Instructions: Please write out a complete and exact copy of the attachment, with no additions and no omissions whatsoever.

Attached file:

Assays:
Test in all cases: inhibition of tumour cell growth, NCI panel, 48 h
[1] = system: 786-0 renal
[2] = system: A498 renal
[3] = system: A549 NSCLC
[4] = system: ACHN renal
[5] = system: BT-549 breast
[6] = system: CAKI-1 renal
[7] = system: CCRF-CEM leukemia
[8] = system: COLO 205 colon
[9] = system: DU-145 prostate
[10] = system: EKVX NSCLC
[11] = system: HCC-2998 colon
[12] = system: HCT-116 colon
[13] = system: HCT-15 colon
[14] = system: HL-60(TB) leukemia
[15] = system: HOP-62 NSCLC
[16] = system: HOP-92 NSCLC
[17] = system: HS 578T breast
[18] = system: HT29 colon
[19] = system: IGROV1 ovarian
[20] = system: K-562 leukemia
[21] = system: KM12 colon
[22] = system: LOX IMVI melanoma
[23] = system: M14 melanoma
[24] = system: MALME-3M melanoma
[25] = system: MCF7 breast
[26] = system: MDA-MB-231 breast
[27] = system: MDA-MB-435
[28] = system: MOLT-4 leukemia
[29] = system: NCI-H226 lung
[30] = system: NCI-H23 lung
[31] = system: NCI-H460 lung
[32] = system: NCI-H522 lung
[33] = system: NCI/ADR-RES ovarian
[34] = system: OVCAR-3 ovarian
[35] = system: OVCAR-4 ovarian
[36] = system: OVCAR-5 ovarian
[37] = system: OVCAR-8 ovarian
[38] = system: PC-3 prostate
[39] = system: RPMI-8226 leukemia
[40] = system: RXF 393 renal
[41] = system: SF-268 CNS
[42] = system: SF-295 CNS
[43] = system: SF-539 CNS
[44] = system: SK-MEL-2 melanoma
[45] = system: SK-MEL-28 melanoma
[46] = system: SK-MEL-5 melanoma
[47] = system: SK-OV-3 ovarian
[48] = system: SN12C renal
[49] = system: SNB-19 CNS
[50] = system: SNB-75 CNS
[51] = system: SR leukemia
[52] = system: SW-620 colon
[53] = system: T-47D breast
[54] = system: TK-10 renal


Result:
Assays:
Test in all cases: inhibition of tumour cell growth, NCI panel, 48 h
[1] = system: 786-0 renal
[2] = system: A498 renal
[3] = system: A549 NSCLC
[4] = system: ACHN renal
[5] = system: BT-549 breast
[6] = system: CAKI-1 renal
[7] = system: CCRF-CEM leukemia
[8] = system: COLO 205 colon
[9] = system: DU-145 prostate
[10] = system: EKVX NSCLC
[11] = system: HCC-2998 colon
[12] = system: HCT-116 colon
[13] = system: HCT-15 colon
[14] = system: HL-60(TB) leukemia
[15] = system: HOP-62 NSCLC
[16] = system: HOP-92 NSCLC
[17] = system: HS 578T breast
[18] = system: HT29 colon
[19] = system: IGROV1 ovarian
[20] = system: K-562 leukemia
[21] = system: KM12 colon
[22] = system: LOX IMVI melanoma
[23] = system: M14 melanoma
[24] = system: MALME-3M melanoma
[25] = system: MCF7 breast
[26] = system: MDA-MB-231 breast
[27] = system: MDA-MB-435
[28] = system: MOLT-4 leukemia
[29] = system: NCI-H226 lung
[30] = system: NCI-H23 lung
[31] = system: NCI-H460 lung
[32] = system: NCI-H522 lung
[33] = system: NCI/ADR-RES ovarian
[34] = system: OVCAR-3 ovarian
[35] = system: OVCAR-4 ovarian
[36] = system: OVCAR-5 ovarian
[37] = system: OVCAR-8 ovarian
[38] = system: PC-3 prostate
[39] = system: RPMI-8226 leukemia
[40] = system: RXF 393 renal
[41] = system: SF-268 CNS
[42] = system: SF-295 CNS
[43] = system: SF-539 CNS
[44] = system: SK-MEL-2 melanoma
[45] = system: SK-MEL-28 melanoma
[46] = system: SK-MEL-5 melanoma
[47] = system: SK-OV-3 ovarian
[48] = system: SN12C renal
[49] = system: SNB-19 CNS
[50] = system: SNB-75 CNS
[51] = system: SR leukemia
[52] = system: SW-620 colon
[53] = system: T-47D breast
[54] = system: TK-10 renal